If the length of the grub screws 6 is not greater than the height h of the face 17 of the spacer ring 5, the rod 4 can be installed so that it rotates during winding of the net 1 at the same circumferential speed with which the net 1 moves in pass direction 16. This avoids the wefts 3 scraping over the edges 18 of the spacer rings 5 and thus being damaged.
In order that the thrums 2 cannot slip, a sufficiently large tensile force is preferably applied to the net 1 that the thrums 2 run along the surface 19 of the rod 4.
Apart from the circular cross-section of the rod 4 illustrated in
In the embodiment illustrated in
In view of the legs 10, the spacer element 9 illustrated here can only be installed if the rod 4 does not move. If the rod 4 were to rotate, the legs 10 would otherwise possibly damage the net or lift the thrums 2 out of their guide along the face 17 of the spacer element 9.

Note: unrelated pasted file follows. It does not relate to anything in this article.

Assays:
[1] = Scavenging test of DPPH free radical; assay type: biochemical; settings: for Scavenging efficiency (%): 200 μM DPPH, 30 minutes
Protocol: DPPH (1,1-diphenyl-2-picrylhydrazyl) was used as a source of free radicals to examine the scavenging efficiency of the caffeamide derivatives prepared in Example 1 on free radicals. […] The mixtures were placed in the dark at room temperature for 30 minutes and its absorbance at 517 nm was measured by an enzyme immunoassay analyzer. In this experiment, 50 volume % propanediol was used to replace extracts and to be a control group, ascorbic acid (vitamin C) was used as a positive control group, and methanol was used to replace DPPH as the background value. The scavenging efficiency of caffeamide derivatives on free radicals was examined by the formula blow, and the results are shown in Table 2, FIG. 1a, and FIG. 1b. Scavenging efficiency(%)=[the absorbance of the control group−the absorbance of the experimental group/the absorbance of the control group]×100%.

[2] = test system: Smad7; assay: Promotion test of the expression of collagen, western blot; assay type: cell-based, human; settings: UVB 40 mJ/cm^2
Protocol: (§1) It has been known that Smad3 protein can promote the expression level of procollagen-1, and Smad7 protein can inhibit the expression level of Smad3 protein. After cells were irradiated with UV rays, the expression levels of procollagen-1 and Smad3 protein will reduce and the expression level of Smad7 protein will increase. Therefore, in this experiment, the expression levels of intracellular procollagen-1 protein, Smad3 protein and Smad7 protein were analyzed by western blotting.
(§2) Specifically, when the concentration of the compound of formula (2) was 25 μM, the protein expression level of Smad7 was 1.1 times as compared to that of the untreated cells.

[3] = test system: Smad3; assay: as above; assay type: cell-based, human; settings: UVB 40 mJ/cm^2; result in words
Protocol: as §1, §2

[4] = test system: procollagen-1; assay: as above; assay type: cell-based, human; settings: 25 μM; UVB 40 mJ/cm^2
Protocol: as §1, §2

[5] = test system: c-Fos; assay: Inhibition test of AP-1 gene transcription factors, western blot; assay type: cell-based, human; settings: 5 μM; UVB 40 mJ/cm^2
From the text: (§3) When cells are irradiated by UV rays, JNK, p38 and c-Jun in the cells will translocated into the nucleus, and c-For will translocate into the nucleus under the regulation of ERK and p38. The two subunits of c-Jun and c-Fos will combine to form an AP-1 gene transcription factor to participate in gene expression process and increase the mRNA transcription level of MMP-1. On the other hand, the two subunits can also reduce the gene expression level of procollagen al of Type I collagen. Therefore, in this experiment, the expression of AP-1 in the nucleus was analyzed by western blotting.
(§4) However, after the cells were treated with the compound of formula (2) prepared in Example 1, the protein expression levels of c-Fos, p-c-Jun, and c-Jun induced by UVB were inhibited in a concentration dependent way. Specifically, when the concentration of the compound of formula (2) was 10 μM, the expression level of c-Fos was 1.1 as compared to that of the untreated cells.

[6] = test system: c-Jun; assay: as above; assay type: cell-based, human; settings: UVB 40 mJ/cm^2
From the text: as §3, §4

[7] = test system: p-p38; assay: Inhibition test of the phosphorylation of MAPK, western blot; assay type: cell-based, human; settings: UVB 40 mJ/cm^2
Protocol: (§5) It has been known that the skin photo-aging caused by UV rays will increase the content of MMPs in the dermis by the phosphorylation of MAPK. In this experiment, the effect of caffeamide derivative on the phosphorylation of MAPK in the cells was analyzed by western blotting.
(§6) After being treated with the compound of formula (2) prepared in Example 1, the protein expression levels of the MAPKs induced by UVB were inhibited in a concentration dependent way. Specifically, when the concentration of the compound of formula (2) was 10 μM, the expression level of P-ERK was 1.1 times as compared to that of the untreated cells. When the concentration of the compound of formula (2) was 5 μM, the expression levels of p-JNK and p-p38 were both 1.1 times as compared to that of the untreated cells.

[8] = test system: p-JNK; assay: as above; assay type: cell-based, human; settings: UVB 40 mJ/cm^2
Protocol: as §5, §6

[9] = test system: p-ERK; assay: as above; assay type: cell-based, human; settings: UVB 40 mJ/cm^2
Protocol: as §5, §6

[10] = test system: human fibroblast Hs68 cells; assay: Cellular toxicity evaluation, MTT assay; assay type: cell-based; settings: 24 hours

Apart from the spacer ring 5 as a type of spacer element illustrated in
Apart from the spacer rings 5 or spacer elements 9 that can be moved on the rod 4, ribs 14 can also be formed on the rod 4 as a further type of spacer element if the winding width and the number of thrums 2 is not to be changed. As illustrated in
In order to avoid the wefts 3 being damaged as the net is drawn over the rod 4, the ribs 14 have, for example, a semi-circular cross-section. The thrums 2 lie against one contact surface 15 of the ribs 14 and are thus guided to the winding width.
Apart from the semi-circular cross-section illustrated in